Reducing Weight for Interior Plastics the Sustainable Way
A plastics compounder in the UK proves lightweighting and sustainability aren’t mutually exclusive objectives, at least not for interior trim parts.
Luxus (luxus.co.uk) is a British plastics company has supplied automotive plastics for 30 years, mainly producing interior trim components. It’s now committed to developing recycled plastics into new compounds for more sustainable products.
Luxus recently developed an innovative polypropylene (PP) for interior trim moldings called Hycolene, which greatly reduces talc filler by using an additive instead. This new compound saves weight and contains 49% recycled material. Hycolene is also more scratch-resistant than traditional, higher talc-filled PP—an important characteristic for Class A interior components.
Teaming with additive manufacturer Milliken (millikenchemical.com), Luxus leveraged the company’s Hyperform reinforcing additive to create the Hycolene compound. Hyperform boasts higher stiffness and impact resistance than talc-filled components, and most importantly, weighs less. This additive also allows for faster production times and reduced warpage compared to talc.
Luxus tested the new Hycolene material by molding an interior door trim component for the Nissan Qashqai. Luxus currently produces a 40% recycled content PP interior door trim for the production Qashqai. The improved grade matched the performance of the existing compound, and Hycolene took to the existing injection mold without requiring a new mold.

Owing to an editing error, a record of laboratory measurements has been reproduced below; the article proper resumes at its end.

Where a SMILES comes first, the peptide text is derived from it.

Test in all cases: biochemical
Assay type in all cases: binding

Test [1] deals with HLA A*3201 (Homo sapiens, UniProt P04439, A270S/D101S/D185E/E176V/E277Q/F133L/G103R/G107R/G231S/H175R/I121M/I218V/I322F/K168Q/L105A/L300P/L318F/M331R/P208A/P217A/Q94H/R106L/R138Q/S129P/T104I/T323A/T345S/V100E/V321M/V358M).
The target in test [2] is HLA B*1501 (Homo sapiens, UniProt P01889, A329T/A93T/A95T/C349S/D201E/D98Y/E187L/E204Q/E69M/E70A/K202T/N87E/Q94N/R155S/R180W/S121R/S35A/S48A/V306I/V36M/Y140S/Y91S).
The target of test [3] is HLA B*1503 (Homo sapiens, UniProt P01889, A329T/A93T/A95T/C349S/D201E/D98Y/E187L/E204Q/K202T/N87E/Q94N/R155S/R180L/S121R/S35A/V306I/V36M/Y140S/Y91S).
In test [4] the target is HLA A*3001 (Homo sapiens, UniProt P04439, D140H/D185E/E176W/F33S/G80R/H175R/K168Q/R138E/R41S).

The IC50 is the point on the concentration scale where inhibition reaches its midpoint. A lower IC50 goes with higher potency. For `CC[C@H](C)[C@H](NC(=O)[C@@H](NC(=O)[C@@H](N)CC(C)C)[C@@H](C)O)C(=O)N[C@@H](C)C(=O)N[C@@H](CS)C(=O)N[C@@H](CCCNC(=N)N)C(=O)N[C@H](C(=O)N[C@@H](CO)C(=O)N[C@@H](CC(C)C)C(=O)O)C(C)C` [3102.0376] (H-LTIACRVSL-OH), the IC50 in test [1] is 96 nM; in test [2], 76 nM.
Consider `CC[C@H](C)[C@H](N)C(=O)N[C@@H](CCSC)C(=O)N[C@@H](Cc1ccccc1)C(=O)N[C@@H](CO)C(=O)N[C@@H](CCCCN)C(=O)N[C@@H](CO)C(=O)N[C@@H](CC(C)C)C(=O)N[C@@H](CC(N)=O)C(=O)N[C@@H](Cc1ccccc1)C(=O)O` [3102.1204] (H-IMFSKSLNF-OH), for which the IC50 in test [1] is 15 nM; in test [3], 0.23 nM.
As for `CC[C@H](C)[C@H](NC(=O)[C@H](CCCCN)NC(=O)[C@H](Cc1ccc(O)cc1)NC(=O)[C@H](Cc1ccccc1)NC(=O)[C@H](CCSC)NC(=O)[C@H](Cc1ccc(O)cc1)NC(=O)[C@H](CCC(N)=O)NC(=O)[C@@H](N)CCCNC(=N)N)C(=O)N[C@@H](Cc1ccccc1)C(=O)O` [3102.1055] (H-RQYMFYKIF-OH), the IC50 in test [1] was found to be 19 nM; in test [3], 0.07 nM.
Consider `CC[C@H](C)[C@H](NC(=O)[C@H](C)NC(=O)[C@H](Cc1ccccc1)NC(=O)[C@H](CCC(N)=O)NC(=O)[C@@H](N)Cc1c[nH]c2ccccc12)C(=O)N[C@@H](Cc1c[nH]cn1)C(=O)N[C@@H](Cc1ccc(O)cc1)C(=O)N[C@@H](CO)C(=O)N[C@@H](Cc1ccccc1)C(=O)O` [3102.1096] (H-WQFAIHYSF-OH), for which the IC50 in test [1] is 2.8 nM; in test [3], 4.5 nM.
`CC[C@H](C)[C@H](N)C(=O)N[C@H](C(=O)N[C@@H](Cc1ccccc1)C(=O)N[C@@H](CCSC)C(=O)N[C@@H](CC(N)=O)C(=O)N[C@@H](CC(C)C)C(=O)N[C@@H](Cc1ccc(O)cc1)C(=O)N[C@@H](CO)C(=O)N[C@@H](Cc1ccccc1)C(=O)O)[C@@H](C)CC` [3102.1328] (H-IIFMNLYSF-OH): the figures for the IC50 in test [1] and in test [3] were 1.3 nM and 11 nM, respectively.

“We basically introduced the new material to the mold and it took to it straight away without any issues,” says Terry Burton, technical manager for Luxus. “We made a like-to-like material, despite the fact that we took the compound from a 25% talc-filled product right down to a lower-filled product.”
Hycolene contains 10% talc, Burton notes. The talc reduction not only helps save 10 to 12% of weight-per-part, but also lessens what Burton calls the “whitening effect” of higher talc content, helping to make plastic parts with crisper coloration.
“With less talc content, we can go to sharper blacks because you need less pigment,” Burton explains though he admits, “Mainly we can do dark gray and black, but we can do lighter colors on a smaller volume of material.”
Hycolene is currently being evaluated by a number of OEMs, Burton says. The material costs more than higher talc-based plastics at this time, but this is offset by the number of moldings achieved per ton of compound. Additional Hycolene grades are in development, and the possibility for greater color variations could make the compound attractive for luxury vehicles in particular, he adds.
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